He came across the same pattern over and over. A society would begin with high standards limiting sex to one partner in marriage for life. This produced great social strength and that society or culture would flourish. Then a new generation would arise demanding sex on easier terms and would lower moral standards. But when that happened the society would lose vitality, grow weak, and then die. He explained that “In the beginning, each society had the same ideas in regard to sexual regulations. Then the same strengths took place; the same sentiments were expressed; the same changes were made; the same results ensued. Each society reduced its sexual opportunity to a minimum and, displaying great social energy, flourished greatly. Then it extended its sexual opportunity [lowered standards]; its energy decreased, and faded away. The one outstanding feature of the whole story is its unrelieved monotony.”[59]

Therefore, based on overwhelming evidence, Unwin decided, “Any human society is free to choose either to display great energy or to enjoy sexual freedom; the evidence is that it cannot do both for more than one generation.”[60] Not only was Freud wrong, he was dangerously wrong. No matter how strong, no society can ever avoid losing social strength once it lowers sexual standards, and once it does, signs of growing weakness appear within one generation. Freud thought restricting sex to marriage threatened the survival of civilization and might even threaten survival of the human race. But Unwin discovered that restricting sex to the traditional marriage structure makes societies strong and that easing sexual standards supporting the traditional family structure always leads to social collapse. Based on Unwin’s findings, there is no other outcome, and if we heed his findings, it means we must realize that deconstructing the family to justify lust will certainly threaten the strength and survival of American society as a whole.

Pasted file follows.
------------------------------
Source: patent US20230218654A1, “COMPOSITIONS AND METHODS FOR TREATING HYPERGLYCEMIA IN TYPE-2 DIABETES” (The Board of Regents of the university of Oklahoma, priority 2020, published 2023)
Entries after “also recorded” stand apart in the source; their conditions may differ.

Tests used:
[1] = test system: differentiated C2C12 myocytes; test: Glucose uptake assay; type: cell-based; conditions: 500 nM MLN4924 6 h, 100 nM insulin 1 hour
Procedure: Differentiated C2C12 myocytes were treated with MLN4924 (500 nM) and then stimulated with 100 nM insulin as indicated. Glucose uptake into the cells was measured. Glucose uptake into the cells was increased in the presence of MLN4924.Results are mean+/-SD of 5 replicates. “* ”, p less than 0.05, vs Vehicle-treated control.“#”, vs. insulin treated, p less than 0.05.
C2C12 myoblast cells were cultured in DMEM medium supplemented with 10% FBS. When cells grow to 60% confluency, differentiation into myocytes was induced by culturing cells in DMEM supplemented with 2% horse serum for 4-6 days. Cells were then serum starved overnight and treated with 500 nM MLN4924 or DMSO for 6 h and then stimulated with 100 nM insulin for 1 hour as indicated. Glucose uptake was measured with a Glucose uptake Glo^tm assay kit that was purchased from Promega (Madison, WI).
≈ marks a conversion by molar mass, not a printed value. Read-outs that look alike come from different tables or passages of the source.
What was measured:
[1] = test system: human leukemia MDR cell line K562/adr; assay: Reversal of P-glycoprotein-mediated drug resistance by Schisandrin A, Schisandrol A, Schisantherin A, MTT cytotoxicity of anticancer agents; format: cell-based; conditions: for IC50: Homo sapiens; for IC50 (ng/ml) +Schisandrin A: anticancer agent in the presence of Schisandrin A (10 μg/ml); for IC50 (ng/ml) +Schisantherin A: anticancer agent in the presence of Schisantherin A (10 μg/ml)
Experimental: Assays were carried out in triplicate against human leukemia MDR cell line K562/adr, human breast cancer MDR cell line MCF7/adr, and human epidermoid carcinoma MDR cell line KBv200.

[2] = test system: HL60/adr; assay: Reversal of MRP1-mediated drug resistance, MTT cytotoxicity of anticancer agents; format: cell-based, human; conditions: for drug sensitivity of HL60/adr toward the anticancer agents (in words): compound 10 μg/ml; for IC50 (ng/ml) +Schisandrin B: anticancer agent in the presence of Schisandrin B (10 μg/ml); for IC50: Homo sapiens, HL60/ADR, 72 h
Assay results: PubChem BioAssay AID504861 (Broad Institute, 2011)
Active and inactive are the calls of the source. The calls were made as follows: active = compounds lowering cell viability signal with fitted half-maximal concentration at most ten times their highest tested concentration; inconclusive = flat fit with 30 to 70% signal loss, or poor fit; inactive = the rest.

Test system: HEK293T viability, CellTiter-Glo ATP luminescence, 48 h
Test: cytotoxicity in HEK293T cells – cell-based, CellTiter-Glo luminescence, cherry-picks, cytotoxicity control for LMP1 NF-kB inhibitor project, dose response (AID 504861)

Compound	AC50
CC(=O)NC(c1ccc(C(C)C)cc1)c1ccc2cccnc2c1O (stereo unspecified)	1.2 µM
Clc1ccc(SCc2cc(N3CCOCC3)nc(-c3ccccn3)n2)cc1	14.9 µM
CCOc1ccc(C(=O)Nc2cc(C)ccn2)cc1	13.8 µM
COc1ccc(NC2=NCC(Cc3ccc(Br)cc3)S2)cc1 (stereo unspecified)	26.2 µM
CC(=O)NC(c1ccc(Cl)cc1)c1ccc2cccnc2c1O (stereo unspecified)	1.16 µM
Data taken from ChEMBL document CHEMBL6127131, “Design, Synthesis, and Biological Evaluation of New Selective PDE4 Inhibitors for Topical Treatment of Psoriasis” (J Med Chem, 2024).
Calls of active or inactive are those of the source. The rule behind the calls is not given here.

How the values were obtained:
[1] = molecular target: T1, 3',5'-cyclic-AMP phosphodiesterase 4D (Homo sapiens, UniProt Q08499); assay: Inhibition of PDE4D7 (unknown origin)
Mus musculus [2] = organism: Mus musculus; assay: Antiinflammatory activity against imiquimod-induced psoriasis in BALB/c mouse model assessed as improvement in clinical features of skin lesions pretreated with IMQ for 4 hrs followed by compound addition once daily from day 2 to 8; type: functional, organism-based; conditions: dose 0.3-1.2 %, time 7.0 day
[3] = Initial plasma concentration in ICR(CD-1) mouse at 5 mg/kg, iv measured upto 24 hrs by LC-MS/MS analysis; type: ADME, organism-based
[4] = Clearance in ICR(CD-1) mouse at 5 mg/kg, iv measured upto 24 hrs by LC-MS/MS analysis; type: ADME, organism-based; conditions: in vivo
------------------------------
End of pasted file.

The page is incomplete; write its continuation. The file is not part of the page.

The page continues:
We have taken a close look at the main strategy now underlying the movement to normalize homosexual behavior in America and have exposed and criticized the deconstructionist approach to remove social preference for the traditional family structure. After considering steps proposed for deconstructing the family as a defined social institution, we have to conclude the effort will not only abolish the family as a meaningful social category, but will lead to a level of weakness and instability incompatible with long run social survival. Should Americans ever adopt the deconstructionist social agenda presented by activist homosexual leaders like Franklin Kameny, it will not only jeopardize good government, but threaten the future of American society as well.